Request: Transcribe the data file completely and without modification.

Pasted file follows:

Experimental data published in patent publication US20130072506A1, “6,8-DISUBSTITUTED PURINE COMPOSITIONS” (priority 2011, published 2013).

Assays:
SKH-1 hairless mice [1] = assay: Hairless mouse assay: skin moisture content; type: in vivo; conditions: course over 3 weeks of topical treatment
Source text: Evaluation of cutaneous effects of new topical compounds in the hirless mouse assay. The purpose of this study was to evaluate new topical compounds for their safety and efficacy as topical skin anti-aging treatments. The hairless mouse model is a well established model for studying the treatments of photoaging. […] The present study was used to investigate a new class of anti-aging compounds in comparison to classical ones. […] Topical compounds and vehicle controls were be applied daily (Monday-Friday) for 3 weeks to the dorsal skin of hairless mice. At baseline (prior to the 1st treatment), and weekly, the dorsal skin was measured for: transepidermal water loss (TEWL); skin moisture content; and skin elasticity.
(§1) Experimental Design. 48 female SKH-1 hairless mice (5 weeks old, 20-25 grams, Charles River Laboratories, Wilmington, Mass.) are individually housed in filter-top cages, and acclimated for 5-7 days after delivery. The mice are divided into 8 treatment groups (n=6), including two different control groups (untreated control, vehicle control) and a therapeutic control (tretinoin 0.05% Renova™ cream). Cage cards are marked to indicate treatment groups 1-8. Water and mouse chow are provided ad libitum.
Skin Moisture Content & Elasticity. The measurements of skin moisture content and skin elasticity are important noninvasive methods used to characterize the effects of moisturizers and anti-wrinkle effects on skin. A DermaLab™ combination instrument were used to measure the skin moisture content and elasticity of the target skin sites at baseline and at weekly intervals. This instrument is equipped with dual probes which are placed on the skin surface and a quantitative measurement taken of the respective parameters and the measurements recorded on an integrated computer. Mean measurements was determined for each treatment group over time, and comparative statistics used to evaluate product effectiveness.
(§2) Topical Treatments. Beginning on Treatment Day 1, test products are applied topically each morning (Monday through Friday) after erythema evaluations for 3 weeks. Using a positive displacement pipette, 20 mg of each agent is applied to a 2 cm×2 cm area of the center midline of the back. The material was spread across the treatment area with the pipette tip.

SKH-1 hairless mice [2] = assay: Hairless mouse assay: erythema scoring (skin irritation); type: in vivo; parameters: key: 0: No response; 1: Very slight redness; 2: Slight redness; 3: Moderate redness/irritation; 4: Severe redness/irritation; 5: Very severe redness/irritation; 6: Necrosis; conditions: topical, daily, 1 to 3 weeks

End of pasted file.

Experimental data published in patent publication US20130072506A1, “6,8-DISUBSTITUTED PURINE COMPOSITIONS” (priority 2011, published 2013).

Assays:
SKH-1 hairless mice [1] = assay: Hairless mouse assay: skin moisture content; type: in vivo; conditions: course over 3 weeks of topical treatment
Source text: Evaluation of cutaneous effects of new topical compounds in the hirless mouse assay. The purpose of this study was to evaluate new topical compounds for their safety and efficacy as topical skin anti-aging treatments. The hairless mouse model is a well established model for studying the treatments of photoaging. […] The present study was used to investigate a new class of anti-aging compounds in comparison to classical ones. […] Topical compounds and vehicle controls were be applied daily (Monday-Friday) for 3 weeks to the dorsal skin of hairless mice. At baseline (prior to the 1st treatment), and weekly, the dorsal skin was measured for: transepidermal water loss (TEWL); skin moisture content; and skin elasticity.
(§1) Experimental Design. 48 female SKH-1 hairless mice (5 weeks old, 20-25 grams, Charles River Laboratories, Wilmington, Mass.) are individually housed in filter-top cages, and acclimated for 5-7 days after delivery. The mice are divided into 8 treatment groups (n=6), including two different control groups (untreated control, vehicle control) and a therapeutic control (tretinoin 0.05% Renova™ cream). Cage cards are marked to indicate treatment groups 1-8. Water and mouse chow are provided ad libitum.
Skin Moisture Content & Elasticity. The measurements of skin moisture content and skin elasticity are important noninvasive methods used to characterize the effects of moisturizers and anti-wrinkle effects on skin. A DermaLab™ combination instrument were used to measure the skin moisture content and elasticity of the target skin sites at baseline and at weekly intervals. This instrument is equipped with dual probes which are placed on the skin surface and a quantitative measurement taken of the respective parameters and the measurements recorded on an integrated computer. Mean measurements was determined for each treatment group over time, and comparative statistics used to evaluate product effectiveness.
(§2) Topical Treatments. Beginning on Treatment Day 1, test products are applied topically each morning (Monday through Friday) after erythema evaluations for 3 weeks. Using a positive displacement pipette, 20 mg of each agent is applied to a 2 cm×2 cm area of the center midline of the back. The material was spread across the treatment area with the pipette tip.

SKH-1 hairless mice [2] = assay: Hairless mouse assay: erythema scoring (skin irritation); type: in vivo; parameters: key: 0: No response; 1: Very slight redness; 2: Slight redness; 3: Moderate redness/irritation; 4: Severe redness/irritation; 5: Very severe redness/irritation; 6: Necrosis; conditions: topical, daily, 1 to 3 weeks